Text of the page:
Jump to content

CRISPR: Human Gene Editing

Ten oz

Recommended Posts

I recently watched a Netflix Documentary called Human Nature which discusses how CRISPR is being used and could be further used to edit human genes. I found many of the ethical questions raised difficult to parse. I also found the prospect of the human genome being possibly polluted with superficial edits made out of vanity, bias, or per ignorance terrifying.

I put this in speculation to open the discussion up to include peoples hopes, fears, ethical concerns,  etc are for human gene editing.

Link to comment
Share on other sites

So the good news for now is that it is still quite non-trivial and that it is still not quite as specific as folks would like. I.e. even under the best conditions it is likely to create unwanted mutations. As such, things are still difficult and unlikely to happen on a broad or superficial basis. Another thought is what level of editing we are talking about. Editing, certain cells and re-implanting them, would be something else compared to manipulations in embryos, for example.

And lastly, we are still limited in the understanding of our genome. With some exceptions, editing parts of our genome will have unintended consequences and as such I do not (yet) see it fundamentally different than playing around with mutagenic substances, which is also not generally allowed. 

That is not to say that these and other methods are not a bioethical issue, they clearly are. While we face technical limitations, they may be overcome at some point. And we will have to think more about how we view our genomes. That, is not quite as trivial, as obviously through life we do change it (mostly, but not exclusively in epigenetic ways), but in an untargeted way. If we had the means to control the outcome, in a perfect way, should we do it?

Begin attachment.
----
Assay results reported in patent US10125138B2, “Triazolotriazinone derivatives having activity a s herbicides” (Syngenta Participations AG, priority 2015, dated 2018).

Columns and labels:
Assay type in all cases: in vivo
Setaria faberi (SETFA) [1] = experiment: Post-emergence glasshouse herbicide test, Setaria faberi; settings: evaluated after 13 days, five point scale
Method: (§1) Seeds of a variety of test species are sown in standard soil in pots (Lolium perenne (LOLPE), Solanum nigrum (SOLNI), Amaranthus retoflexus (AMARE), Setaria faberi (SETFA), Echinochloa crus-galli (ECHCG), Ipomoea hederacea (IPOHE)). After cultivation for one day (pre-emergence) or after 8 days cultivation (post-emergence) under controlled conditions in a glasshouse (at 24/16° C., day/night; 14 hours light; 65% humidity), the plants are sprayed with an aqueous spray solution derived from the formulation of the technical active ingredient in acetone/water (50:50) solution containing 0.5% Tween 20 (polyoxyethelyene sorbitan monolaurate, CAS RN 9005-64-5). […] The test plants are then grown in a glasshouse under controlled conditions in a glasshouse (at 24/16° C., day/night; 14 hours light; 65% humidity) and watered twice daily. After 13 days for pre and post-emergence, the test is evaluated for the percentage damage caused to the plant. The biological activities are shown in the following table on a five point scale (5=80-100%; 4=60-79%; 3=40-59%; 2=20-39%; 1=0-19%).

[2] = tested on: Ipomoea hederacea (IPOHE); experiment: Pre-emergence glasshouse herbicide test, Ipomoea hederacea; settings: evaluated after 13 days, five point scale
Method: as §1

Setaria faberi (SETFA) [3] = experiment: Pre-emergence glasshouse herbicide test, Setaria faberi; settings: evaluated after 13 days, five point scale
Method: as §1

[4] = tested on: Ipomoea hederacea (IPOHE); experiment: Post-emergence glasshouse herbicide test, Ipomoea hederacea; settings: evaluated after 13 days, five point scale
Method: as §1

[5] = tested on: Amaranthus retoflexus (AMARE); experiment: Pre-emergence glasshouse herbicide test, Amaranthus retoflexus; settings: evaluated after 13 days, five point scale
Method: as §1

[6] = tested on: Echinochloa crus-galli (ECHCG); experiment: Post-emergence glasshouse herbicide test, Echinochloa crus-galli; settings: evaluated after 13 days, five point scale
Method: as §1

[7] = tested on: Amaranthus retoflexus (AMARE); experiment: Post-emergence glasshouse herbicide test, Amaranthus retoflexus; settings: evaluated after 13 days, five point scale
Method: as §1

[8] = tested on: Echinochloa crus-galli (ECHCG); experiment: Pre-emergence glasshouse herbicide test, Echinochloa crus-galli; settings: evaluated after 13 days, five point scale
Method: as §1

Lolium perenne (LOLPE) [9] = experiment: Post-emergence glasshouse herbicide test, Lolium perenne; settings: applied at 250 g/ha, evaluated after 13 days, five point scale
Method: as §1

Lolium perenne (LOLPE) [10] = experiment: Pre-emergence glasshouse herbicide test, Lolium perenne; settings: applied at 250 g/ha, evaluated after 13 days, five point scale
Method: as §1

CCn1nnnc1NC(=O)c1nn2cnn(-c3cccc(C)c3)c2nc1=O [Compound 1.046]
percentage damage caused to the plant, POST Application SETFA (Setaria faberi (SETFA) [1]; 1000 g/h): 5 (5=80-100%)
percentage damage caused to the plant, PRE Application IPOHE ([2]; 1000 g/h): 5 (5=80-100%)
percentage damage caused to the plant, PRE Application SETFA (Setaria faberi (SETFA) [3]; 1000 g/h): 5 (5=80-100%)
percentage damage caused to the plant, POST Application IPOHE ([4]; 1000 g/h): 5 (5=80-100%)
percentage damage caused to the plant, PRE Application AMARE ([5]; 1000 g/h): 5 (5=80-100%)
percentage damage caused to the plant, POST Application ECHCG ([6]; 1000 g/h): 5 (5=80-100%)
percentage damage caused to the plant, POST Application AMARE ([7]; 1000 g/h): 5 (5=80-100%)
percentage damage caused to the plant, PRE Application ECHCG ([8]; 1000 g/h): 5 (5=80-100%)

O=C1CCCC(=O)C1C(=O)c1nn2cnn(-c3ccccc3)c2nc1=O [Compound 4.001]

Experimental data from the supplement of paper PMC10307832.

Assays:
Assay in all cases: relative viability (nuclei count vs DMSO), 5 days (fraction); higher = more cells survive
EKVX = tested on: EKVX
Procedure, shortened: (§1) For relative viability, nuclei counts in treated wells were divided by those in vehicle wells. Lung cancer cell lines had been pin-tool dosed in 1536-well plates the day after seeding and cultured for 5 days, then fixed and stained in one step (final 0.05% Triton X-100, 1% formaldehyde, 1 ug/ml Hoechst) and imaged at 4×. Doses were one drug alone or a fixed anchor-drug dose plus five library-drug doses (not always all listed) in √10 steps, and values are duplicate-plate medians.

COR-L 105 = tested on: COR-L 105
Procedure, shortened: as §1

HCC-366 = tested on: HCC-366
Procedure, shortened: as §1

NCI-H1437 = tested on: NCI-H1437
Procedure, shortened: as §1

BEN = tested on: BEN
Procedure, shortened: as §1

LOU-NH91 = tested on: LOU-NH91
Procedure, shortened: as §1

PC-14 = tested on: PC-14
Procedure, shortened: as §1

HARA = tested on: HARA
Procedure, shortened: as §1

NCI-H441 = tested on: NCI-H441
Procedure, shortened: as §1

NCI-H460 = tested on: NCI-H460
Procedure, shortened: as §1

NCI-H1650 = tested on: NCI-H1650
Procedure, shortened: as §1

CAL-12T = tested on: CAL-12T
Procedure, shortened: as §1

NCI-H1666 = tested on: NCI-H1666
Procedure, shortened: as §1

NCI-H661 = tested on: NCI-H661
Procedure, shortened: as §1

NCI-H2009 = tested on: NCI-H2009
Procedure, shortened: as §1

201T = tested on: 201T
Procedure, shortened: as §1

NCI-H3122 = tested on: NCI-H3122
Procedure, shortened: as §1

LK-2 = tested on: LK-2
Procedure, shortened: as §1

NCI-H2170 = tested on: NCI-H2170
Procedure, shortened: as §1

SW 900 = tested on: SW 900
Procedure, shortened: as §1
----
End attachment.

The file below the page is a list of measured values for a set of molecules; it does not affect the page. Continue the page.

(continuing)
The case is most obvious for fatal genetic diseases. But obviously there is a huge grey area. I doubt that we have a clear answer, considering that we often lack such in areas unrelated to genetics. Why should this case be different?

Link to comment
Share on other sites

@CharonY It seems we have some of the same concerns. It isn't trivial but it is being attempted . We are in the early dawn. The reasons to encourage and push ever further ahead are powerful ones. What parent wouldn't want to ensure their child would be born without a life threatening genetic condition. I am not comfortable with it but ever I would be desperate for such assurance if it existed.

Problem of course is things never stay as intended and all value is relative. What starts as preventing babies from being born with cancer quickly becomes parents selecting the gender, hair color, etc of their children. certainly there would be far more paying customers for the superficial than the rare genetic disorder.

I have come to view it as unethical for people to make any permanent long term (greater than a lifetime) changes to the ecology. Whether its making land uninhabitable with radioactive waste or manipulating germline DNA I don't think humans are capable of making the needed calculations for the future that will exist far beyond our own.



Link to comment
Share on other sites

@MigL the proverbial genie being out of the bottle is a point often made when discussing how far new tech, processes, behaviors, or etc might go from a concerned point of view. While it may be true it lacks degree. Nuclear weapons were last (and only) used in 1945. Efforts to prevent proliferation have been more successful than most reasonable person would have guessed they could be when they began 70yrs ago. of course the cat is out the bag and more nations will obtain nuclear weapons and time Marches. That said future wars will most likely be cyber and the usefulness of Nuclear weapons is actually diminishing. Only time will tell but its possible we've already crested the peak concerning Nuclear weapons and are on the backside of the mountain. Militarily cyber provides more bang for the buck. In which case proliferation efforts kept keep nuclear weapons scarce enough (less nations with them) long enough.

Efforts regarding gene editing might be able to do the same. Prevent wide spread editing long enough that our understanding of the down stream consequences catch up.


*the morality of various discussion made in the name of preventing nuclear proliferation can be debated at length. Poor execution and bad faith behavior weasel there way into everything.

Link to comment
Share on other sites

Create an account or sign in to comment

You need to be a member in order to leave a comment

Create an account

Sign up for a new account in our community. It's easy!

Register a new account

Sign in

Already have an account? Sign in here.

Sign In Now
  • Create New...

Important Information

We have placed cookies on your device to help make this website better. You can adjust your cookie settings, otherwise we'll assume you're okay to continue.